sudo apt-get install language-pack-fi-base

Rerun locale -a, and "fi_FI.utf8" should appear. Make sure you're using the same name in your PHP code:

setlocale(LC_ALL, "fi_FI.utf8");

Adjust your po paths so that they match, e.g. "./locale/fi_FI.utf8/LC_MESSAGES/messages.po".

Now restart Apache, and it should finally work. Figuring this out took quite a while...
rainwalker at seznam dot cz
15 years ago
My PHP app was made for UTF-8 but i had a problem that gettext always returned all texts in ISO-8859-2 instead of UTF-8.

Then i found out that you have to set locale in PHP exactly to encoding you request. So when i wanted czech UTF-8 i used:

setlocale(LC_ALL, "cs_CZ.UTF-8");

Now it works...
sasq1 at go2 dot pl
15 years ago
And what about pgettext and npgettext? They are there in the gettext documentation, but there aren't in PHP. They're very useful if you have the same messages for translation, but in different contexts, so they should be translated separately and probably differently.

Fortunately, there is a simple work-around, which may help:
From the gettext.h header one can find out that pgettext() is only a macro calling dcgettext() internally with properly mangled parameters - msgctxt and msgid are glued together with use of ASCII char 4 [EOT, End Of Text]. The same way they're written in .mo files, so it's possible to refer them this way.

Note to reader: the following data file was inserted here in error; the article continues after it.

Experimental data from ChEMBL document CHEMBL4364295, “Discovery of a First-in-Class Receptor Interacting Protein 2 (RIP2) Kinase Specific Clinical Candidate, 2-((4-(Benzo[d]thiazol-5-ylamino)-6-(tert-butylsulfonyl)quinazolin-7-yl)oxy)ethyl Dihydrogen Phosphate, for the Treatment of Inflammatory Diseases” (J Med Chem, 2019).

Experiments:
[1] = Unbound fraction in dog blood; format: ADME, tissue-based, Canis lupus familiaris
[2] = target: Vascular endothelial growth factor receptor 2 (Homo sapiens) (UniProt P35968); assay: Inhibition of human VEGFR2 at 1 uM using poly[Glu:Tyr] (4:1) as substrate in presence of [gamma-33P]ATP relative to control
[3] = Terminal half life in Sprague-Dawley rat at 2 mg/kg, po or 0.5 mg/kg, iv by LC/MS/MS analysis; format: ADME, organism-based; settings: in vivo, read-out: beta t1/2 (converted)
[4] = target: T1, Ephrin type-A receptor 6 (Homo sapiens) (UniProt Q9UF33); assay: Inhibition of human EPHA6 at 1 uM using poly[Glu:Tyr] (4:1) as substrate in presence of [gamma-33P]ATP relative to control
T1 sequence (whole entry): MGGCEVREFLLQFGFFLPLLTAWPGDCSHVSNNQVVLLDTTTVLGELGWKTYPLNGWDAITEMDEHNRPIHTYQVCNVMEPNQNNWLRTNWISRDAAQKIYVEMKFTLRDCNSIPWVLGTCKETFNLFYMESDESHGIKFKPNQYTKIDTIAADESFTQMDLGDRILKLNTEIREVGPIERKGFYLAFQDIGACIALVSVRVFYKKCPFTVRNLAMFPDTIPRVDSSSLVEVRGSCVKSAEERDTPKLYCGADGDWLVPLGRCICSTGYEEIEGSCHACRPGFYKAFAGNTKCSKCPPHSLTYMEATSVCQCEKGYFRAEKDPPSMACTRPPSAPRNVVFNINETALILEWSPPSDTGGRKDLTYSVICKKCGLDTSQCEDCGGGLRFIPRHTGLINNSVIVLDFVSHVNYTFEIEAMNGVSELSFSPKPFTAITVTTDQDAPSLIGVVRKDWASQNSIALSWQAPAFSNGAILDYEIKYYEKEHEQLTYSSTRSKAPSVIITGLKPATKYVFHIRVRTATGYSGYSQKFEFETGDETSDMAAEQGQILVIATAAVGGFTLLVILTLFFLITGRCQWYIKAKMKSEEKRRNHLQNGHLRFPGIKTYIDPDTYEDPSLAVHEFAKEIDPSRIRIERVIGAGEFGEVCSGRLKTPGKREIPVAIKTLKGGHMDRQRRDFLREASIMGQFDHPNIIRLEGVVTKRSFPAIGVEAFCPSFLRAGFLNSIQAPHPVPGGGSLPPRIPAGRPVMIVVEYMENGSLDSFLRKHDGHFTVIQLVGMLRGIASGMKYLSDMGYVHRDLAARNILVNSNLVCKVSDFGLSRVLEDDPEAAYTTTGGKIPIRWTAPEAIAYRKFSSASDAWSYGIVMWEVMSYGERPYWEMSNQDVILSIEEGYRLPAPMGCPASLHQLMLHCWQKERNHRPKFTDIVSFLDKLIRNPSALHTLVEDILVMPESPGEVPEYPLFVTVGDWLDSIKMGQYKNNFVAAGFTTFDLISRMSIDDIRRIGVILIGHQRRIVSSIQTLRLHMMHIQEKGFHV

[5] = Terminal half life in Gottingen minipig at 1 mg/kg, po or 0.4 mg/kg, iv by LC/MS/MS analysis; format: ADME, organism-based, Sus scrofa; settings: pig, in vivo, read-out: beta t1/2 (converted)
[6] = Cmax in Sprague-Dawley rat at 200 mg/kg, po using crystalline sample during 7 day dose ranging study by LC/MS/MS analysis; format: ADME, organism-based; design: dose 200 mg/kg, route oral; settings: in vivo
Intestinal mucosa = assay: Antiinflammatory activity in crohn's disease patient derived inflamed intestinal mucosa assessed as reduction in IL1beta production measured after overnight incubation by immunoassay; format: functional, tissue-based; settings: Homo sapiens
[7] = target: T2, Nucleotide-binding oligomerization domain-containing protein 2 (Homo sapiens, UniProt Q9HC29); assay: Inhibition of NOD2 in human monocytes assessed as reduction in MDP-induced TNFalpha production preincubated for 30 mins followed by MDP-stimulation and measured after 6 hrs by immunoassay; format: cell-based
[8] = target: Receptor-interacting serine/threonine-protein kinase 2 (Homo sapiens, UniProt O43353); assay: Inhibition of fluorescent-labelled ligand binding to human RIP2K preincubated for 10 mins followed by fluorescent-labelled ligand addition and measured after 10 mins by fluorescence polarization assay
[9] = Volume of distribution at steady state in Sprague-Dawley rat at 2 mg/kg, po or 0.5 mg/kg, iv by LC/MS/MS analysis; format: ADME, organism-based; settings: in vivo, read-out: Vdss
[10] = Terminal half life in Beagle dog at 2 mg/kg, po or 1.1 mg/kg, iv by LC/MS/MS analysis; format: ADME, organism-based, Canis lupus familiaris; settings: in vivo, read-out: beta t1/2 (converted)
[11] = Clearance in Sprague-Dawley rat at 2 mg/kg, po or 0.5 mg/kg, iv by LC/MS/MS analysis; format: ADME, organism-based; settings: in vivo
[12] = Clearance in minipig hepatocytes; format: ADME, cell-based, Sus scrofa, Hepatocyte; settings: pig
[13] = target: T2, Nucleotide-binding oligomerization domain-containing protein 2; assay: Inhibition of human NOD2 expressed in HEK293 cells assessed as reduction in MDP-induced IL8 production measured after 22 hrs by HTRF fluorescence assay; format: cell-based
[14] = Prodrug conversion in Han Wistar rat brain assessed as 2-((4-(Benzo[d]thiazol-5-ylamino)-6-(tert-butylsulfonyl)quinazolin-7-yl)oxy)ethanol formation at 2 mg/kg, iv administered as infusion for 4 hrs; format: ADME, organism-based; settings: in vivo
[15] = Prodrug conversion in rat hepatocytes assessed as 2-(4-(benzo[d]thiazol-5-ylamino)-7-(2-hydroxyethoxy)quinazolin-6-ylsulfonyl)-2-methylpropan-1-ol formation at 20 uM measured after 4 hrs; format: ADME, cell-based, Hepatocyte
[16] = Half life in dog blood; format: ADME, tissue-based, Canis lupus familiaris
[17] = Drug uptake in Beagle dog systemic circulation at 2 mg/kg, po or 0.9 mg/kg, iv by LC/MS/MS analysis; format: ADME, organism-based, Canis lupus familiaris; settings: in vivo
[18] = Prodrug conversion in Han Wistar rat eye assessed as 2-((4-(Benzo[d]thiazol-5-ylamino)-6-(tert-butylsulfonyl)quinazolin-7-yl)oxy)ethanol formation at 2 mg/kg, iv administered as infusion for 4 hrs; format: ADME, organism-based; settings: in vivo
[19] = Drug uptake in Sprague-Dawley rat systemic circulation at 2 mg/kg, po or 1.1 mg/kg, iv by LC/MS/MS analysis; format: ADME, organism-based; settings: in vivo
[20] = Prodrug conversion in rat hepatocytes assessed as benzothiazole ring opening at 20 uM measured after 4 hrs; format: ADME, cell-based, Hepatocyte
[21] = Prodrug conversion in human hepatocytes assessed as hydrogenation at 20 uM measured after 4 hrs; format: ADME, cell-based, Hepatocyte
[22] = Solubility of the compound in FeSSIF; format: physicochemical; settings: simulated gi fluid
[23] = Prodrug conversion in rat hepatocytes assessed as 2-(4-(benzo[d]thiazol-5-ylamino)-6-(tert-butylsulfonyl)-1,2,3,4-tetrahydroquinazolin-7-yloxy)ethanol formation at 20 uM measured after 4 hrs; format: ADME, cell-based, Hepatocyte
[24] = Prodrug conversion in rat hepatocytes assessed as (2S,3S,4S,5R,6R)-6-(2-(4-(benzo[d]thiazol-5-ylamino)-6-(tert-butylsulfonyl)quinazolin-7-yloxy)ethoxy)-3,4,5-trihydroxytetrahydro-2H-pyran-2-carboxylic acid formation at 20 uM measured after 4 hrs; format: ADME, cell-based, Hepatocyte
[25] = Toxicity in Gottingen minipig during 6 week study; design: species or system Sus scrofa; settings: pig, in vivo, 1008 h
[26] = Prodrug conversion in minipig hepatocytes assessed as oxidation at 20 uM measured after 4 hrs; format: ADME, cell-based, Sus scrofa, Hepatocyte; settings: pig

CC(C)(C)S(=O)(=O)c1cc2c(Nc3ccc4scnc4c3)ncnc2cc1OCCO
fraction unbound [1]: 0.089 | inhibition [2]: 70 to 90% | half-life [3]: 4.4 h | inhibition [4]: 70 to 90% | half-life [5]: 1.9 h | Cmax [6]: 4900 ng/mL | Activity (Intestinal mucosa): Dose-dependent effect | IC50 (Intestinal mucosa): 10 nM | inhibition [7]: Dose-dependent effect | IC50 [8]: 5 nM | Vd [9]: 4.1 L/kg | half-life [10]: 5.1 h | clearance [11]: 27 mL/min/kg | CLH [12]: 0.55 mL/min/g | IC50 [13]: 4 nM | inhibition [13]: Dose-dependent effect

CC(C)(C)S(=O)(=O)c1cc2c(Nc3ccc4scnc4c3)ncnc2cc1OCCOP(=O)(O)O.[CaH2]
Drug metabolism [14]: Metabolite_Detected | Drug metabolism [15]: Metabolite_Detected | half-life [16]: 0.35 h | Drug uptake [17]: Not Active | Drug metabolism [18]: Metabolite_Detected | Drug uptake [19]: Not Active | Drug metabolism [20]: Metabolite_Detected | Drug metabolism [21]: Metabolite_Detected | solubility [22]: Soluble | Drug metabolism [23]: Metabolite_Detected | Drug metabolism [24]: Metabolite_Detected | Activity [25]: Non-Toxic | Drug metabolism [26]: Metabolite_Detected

Here's my "emulated" pgettext() function:

if (!function_exists('pgettext')) {

pgettext($context, $msgid)
$contextString = "{$context}\004{$msgid}";
$translation = dcgettext('messages', contextString,LC_MESSAGES);
if (
$translation == $contextString) return $msgid;
else return


By default, xgettext doesn't support pgettext function for PHP source files. But there is a parameter which can work-around it. Here's how I call xgettext:

xgettext --force-po --keyword="pgettext:1c,2" -c -o messages.po sourceFile.php

In sourceFile.php I use the following test code:

pgettext('menu', 'Open'); //Substitute "Otwórz"
pgettext('forum', 'Open'); //Substitute "Otwarty", different context

Generated .po file fragment:

msgctxt "menu"
msgid "Open"
msgstr "Otwórz"

msgctxt "forum"
msgctxt "Open"
msgstr "Otwarty"

I've tested it out and everything works fine :-) If anyone have some further suggestions or fixes, please write ;-)
10 years ago